Can a Gorilla Really Get Drunk From Bamboo?

A photographer was punched by an allegedly drunk gorilla—but wildlife biologists are crying foul

Gorilla Punch
Wildlife photographer Christophe Courteau, 46, was taking snaps of a group of silverback gorillas in the forest of Volcanoes National Park in Rwanda when the alpha male of the family began to charge at him. CHRISTOPHE COURTEAU/ CATERS NEWS

A few weeks back, the Internet went a little crazy over an image of a gorilla. In the photograph seen above, an imposing gorilla stands squarely before the camera, his brow furrowed. The alpha male, named Akarevuro, cocks his arm back with a clenched fist. Moments after the image was taken, the gorilla punched the photographer.

"Normally, they timidly avoid visitors when they move close, but not this time," the injured party, veteran wildlife photographer Christophe Courteau, told Caters News Agency. "Akarevuro was too excited and drunk." Corteau claimed that on that particular day, Akarevuro and his family, who live in forests of Rwanda's Volcanoes National Park, were drunk on bamboo, which is a staple of the gorilla's diet.

"The gorillas are just mad about the bamboos at this time of the year, stems and roots," Courteau said. "The problem is, when the gorillas eat too much of these bamboos, there's a side effect: fermentation." Effectively, Courteau claimed, the gorillas' stomachs act as self-sustaining distilleries, turning fibrous bamboo into alcohol. Outlets like Boing Boing and io9 picked up the story, with headlines proclaiming that the gorilla was drunk.

There's only one hitch to the tale: It's impossible for a mountain gorilla to become intoxicated from eating bamboo.

"The suggestion that these gorillas were drunk from fermenting bamboo in the stomach is misleading," says Joanna Lambert, a professor of biological anthropology at the University of Texas at San Antonio. "They just don't have that kind of stomach."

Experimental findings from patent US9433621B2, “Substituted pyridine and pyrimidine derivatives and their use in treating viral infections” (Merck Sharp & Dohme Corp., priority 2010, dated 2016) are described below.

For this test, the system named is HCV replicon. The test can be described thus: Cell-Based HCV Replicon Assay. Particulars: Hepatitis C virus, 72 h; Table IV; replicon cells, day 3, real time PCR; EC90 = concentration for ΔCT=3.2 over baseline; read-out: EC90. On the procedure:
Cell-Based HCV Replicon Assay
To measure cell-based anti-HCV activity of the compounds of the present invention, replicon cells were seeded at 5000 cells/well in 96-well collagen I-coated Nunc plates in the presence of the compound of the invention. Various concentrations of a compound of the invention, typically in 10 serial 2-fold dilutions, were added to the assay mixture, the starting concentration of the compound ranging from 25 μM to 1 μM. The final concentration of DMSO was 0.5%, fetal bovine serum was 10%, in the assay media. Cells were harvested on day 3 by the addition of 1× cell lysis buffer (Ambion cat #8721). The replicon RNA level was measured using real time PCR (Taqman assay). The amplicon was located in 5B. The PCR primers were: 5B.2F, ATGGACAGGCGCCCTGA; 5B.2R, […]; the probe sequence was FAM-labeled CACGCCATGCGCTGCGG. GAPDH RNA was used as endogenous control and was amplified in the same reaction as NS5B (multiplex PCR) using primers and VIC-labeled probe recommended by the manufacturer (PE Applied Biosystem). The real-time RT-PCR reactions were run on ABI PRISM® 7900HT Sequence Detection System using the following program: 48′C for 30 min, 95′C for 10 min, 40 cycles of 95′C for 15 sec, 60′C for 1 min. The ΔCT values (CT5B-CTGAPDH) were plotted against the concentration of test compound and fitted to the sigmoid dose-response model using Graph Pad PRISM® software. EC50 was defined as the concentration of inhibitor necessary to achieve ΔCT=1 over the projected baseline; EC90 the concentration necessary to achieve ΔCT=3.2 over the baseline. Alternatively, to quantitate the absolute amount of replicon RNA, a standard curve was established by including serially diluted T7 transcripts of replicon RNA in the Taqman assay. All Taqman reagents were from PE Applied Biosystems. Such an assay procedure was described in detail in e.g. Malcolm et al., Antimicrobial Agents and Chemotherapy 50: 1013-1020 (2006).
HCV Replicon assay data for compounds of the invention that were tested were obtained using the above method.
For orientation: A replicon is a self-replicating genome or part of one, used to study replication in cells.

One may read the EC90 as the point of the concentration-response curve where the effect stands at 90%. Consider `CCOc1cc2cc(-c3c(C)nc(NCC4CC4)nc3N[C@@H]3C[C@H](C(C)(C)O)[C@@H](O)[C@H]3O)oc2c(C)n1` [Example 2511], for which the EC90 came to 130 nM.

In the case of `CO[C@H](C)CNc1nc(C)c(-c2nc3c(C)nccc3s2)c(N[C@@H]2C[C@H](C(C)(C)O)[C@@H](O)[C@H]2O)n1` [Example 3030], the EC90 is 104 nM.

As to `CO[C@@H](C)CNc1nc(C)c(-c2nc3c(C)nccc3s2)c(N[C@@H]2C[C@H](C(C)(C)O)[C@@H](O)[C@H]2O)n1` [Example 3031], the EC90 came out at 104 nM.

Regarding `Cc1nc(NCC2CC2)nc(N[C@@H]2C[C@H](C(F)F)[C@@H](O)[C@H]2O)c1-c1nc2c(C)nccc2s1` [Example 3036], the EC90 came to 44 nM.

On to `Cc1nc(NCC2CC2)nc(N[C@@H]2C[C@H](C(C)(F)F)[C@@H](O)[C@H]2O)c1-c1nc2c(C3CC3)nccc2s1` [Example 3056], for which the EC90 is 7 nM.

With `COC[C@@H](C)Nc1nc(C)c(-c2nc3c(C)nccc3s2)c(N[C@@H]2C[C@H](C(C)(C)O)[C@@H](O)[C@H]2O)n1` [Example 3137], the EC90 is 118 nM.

The stomach of a gorilla is like the stomach of a human, in that it is full of digestive acids. It contains no fermenting bacteria, making it impossible for fermentation to occur within the stomach itself. As in humans, fermentation can occur in a gorilla's large intestine, but even that wouldn't render a gorilla drunk. According to Lambert, the process is a completely different kind of fermentation than the one that produces alcohol. 

A more plausible scenario is that the gorilla was on a sugar high. Some foods, like bamboo, can contain lots of sugar, which translates to more readily available energy when consumed. If the gorillas had eaten a lot of bamboo, Lambert says, they might have appeared more energetic than usual, but they definitely weren't drunk.

"Somebody needs to tell me why, if they get drunk on bamboo stems, they don't get drunk on any of the rest of their vegetarian diet," says Sandy Harcourt, professor emeritus in the anthropology department at the University of California, Davis.

Drunk animals in the wild are rare. "There are all kinds of 'forest legends' of animals like elephants getting drunk, and for the most part that's not happening," Lambert says. An exception can be when a fruit drops from the parent tree and begins to ferment due to yeast on the outside of its skin—that would make the fruit mildly alcoholic. "But that's a completely different kind of system," Lambert says, "and that's not what's happening [in the photographs]."

So what did cause the gorilla to punch the photographer? Most likely, the visitor was simply getting too near the gorillas. "The tourists just got a bit too close and didn't respond to behavioral cues," Lambert says. "The silverback was doing what he should do, which is to be vigilant and get rid of strangers." When a gorilla feels threatened, it will often let an interloper know by puffing its lips or emitting small vocalizations. Ignore those warnings, and the alpha male might take more drastic action.

Despite the photographer's unfortunate run-in, Lambert emphasizes that tourism has been hugely beneficial to gorilla conservation. "Gorilla tourism is phenomenally important to local economies," she says. "It's overwhelmingly one of our success stories of conservation, both in Rwanda and Uganda." But tourism isn't without its drawbacks, which manifest when people push too close to the wildlife. 

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